The collections at BCA contain evidence of racism over several centuries. As a result there are a number of terms that we have used in our catalogue that need some explanation.We have a policy on the use of racially offensive terms (see FAQs) and we have retained many of the words used in original documents in order not to compromise the historical accuracy of the archive.

However, elsewhere in the catalogue we have used a number of preferred terms where some historic terms, if not offensive, may be out-of-date or otherwise are not preferred for a variety of reasons. Some of these are listed below.

Please note this list is under regular review and may be added to. Your comments and feedback on this glossary are (see Feedback)

Black (rather than black):

Black, when used to refer to people of African or African-Caribbean descent, is capitalised to indicate the broader political resonances of the term.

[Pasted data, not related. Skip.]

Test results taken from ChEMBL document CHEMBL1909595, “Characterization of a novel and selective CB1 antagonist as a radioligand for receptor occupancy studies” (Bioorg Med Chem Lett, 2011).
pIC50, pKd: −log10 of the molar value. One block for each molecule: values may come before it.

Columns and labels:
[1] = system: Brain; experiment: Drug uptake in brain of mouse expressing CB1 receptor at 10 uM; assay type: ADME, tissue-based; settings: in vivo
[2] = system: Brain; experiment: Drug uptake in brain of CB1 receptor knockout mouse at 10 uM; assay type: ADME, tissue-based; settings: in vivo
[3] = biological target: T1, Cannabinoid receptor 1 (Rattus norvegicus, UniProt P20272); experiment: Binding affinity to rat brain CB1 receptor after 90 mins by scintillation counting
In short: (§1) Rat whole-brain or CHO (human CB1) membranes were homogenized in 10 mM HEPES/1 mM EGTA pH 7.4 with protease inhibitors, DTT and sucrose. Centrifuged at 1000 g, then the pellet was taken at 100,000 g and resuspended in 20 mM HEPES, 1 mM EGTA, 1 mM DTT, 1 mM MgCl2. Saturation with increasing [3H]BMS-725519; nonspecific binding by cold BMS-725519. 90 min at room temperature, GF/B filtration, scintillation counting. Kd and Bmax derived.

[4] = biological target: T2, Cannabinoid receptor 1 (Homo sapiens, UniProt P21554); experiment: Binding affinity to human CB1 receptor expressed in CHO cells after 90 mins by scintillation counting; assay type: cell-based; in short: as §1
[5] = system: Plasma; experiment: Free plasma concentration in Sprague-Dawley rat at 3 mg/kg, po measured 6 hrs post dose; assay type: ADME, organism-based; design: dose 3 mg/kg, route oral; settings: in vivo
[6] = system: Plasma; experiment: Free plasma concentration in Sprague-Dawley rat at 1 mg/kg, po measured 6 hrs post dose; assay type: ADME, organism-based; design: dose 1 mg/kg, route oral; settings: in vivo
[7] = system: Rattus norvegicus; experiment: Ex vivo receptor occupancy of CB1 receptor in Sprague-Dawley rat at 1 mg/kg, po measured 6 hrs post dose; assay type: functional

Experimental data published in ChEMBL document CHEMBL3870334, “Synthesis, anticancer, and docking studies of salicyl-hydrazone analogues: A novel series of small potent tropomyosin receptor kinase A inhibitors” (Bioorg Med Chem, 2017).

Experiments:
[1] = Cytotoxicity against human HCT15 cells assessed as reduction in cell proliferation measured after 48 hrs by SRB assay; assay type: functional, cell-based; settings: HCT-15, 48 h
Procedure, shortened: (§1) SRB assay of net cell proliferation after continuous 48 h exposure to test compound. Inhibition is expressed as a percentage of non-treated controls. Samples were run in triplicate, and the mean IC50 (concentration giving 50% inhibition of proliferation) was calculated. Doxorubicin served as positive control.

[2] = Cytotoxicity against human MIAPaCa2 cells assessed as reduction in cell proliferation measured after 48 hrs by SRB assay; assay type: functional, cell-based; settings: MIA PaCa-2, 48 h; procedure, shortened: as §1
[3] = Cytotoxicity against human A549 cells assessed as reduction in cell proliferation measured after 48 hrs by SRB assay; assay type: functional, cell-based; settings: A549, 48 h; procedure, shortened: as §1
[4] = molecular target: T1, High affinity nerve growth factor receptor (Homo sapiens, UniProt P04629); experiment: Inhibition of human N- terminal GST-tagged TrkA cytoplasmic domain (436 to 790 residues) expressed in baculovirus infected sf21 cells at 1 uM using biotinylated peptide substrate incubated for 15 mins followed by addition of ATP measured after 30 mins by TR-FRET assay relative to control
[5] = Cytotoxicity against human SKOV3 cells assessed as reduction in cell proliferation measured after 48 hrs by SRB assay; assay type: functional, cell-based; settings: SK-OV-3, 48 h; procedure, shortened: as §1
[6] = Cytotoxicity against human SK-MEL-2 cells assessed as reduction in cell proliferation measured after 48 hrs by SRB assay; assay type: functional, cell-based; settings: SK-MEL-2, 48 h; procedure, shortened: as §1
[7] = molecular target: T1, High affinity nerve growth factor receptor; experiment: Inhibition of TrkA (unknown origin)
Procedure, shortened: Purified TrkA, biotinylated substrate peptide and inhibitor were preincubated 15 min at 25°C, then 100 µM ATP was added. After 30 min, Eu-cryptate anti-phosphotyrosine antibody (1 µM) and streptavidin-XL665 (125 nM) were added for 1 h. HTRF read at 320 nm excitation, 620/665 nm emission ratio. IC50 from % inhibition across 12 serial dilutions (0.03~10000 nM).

Enslaved person/people (rather than slave/s):

referring to a person as ‘a slave’ defines them by what has been done to them, ‘enslaved person’ better reflects the involuntary and violent nature of enslavement.

Enslavement (rather than slavery) See above.

Transatlantic Slave Trade (rather than slave trade):

Use of this term differentiates this particular slave trade from any other trading of enslaved people and also emphasises that enslavement had as much to do with the Americas and Europe as with Africa.

Caribbean (rather than West Indies):

‘West Indies’ is a Euro-centric term rooted in colonial ideas of geography and trade.

Uprisings (rather than riots):

The use of ‘uprisings’ sees the civil unrest in London, Liverpool, Bristol and other parts of Britain in the 1970s and 1980s as legitimate forms of protest against the actions of the state and its agents. Referring to them as ‘riots’ sees them simply as aggressive, illegal events.

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